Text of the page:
#1
Hey guys,

Over the past year, I've decided to get serious about guitar. My speed has somewhat improved (although I'm still really sloppy when soloing), I've learned a lot of theory, and I've tried to analyze playing styles of other guitarists to help with songwriting (which is probably my weakest point). My biggest influences are John Frusciante, Jack White, Joe Satriani, and Jimi Hendrix, although I haven't heard much Hendrix TBH. My real dream is to have a Frusciante/Hendrix playing style (for example, the guitar riffs to songs like Higher Ground, Subway to Venus, Give It Away, Funky Monks, etc. by RHCP, and the mixed rhythm/lead style in songs like Castles Made of Sand by Hendrix), that is kind of combined with the raw, bluesy songwriting of Jack White (You Don't Know What Love Is, The Denial Twist, Ball and Biscuit, etc. by the White Stripes, Level, Blue Veins, etc. by the Raconteurs).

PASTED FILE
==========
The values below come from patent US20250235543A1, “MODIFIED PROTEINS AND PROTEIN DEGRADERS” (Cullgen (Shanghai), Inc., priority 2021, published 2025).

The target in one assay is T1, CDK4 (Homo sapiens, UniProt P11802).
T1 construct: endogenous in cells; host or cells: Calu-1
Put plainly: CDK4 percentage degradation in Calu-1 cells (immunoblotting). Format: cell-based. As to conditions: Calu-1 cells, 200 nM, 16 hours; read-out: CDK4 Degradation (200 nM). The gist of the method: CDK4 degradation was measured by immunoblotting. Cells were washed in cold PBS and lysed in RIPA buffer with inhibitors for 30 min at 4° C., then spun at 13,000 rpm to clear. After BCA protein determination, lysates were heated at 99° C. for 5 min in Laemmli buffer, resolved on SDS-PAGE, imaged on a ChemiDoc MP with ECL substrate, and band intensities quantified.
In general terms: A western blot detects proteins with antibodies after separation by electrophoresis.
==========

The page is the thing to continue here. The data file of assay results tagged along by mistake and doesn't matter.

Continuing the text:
Anyways, as far as practice goes, I just find myself playing chromatics and major/minor pentatonic scales with a metronome. I've actually just come to the conclusion that I really don't know any licks to use when soloing; I typically just play sections of scales going up and down. I still can't write a decent song to save my life, and I'm overall just frustrated with my playing in general.

Could someone give me some advice as to what to practice? Every time I run through pentatonic scales I feel like I should be trying to learn songs/apply them to my songwriting instead. I just feel like I've been in a rut for ages, and found that I'm not as great musically as I thought I was. I guess after reading about guitarists that practice for 8 hours a day when they were teens, it feels like I'm running out of time to get good (I'm a sophomore in high school, and hopefully going to minor in guitar in college... that would be my dream, at least).